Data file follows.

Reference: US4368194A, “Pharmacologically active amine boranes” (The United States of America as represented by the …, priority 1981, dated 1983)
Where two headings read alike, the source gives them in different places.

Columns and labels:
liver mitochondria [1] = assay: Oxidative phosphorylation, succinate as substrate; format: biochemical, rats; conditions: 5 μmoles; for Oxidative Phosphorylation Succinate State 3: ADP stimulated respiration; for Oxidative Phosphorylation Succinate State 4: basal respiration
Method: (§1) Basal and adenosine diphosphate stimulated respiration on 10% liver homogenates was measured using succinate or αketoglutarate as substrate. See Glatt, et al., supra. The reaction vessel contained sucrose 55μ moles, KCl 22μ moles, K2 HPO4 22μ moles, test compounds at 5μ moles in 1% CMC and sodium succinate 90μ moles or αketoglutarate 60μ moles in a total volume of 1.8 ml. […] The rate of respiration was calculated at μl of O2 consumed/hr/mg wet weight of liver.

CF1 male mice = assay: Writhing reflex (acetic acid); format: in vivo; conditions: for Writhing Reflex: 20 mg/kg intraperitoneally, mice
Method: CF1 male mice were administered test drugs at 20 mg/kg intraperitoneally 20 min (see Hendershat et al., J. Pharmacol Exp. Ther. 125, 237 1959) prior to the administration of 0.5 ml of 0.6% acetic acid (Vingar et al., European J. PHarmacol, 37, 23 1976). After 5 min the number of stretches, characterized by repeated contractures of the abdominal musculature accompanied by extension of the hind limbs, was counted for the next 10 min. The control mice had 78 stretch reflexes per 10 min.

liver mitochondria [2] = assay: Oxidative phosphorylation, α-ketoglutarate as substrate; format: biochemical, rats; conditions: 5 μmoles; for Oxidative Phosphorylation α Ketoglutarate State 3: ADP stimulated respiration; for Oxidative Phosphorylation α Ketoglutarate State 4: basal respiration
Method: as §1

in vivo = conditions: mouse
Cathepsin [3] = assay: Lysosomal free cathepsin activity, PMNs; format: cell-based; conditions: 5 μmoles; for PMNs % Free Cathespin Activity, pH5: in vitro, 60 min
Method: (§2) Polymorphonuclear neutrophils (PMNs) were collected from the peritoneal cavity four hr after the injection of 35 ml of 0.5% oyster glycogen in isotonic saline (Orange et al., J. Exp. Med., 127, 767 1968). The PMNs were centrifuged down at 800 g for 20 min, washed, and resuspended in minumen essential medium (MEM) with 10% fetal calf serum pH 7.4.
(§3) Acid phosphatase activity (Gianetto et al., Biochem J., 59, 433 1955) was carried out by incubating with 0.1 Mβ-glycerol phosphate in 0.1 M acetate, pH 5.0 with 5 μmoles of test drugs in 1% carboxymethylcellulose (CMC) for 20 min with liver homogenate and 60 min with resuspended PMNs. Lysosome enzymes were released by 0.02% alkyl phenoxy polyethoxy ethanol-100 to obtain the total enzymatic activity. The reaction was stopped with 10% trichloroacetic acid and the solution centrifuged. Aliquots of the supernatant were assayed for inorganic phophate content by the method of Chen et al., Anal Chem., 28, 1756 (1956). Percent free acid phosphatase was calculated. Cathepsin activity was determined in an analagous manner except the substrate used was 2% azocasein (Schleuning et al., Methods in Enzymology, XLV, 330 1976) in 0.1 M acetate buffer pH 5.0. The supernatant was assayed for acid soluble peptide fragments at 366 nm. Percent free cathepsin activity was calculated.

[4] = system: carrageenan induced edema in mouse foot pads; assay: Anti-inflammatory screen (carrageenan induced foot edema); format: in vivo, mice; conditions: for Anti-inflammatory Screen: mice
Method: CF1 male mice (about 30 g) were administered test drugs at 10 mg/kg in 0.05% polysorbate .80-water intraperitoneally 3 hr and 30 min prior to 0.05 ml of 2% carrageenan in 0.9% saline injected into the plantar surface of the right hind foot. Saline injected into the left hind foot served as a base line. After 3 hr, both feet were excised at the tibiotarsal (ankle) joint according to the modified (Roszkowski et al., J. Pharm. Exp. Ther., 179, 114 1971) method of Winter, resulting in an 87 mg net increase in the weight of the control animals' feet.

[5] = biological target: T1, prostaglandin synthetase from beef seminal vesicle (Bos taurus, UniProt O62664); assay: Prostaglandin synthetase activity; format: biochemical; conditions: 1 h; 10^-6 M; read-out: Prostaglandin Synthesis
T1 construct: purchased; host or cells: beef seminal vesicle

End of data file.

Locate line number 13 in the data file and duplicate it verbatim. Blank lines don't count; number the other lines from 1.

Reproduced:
(§3) Acid phosphatase activity (Gianetto et al., Biochem J., 59, 433 1955) was carried out by incubating with 0.1 Mβ-glycerol phosphate in 0.1 M acetate, pH 5.0 with 5 μmoles of test drugs in 1% carboxymethylcellulose (CMC) for 20 min with liver homogenate and 60 min with resuspended PMNs. Lysosome enzymes were released by 0.02% alkyl phenoxy polyethoxy ethanol-100 to obtain the total enzymatic activity. The reaction was stopped with 10% trichloroacetic acid and the solution centrifuged. Aliquots of the supernatant were assayed for inorganic phophate content by the method of Chen et al., Anal Chem., 28, 1756 (1956). Percent free acid phosphatase was calculated. Cathepsin activity was determined in an analagous manner except the substrate used was 2% azocasein (Schleuning et al., Methods in Enzymology, XLV, 330 1976) in 0.1 M acetate buffer pH 5.0. The supernatant was assayed for acid soluble peptide fragments at 366 nm. Percent free cathepsin activity was calculated.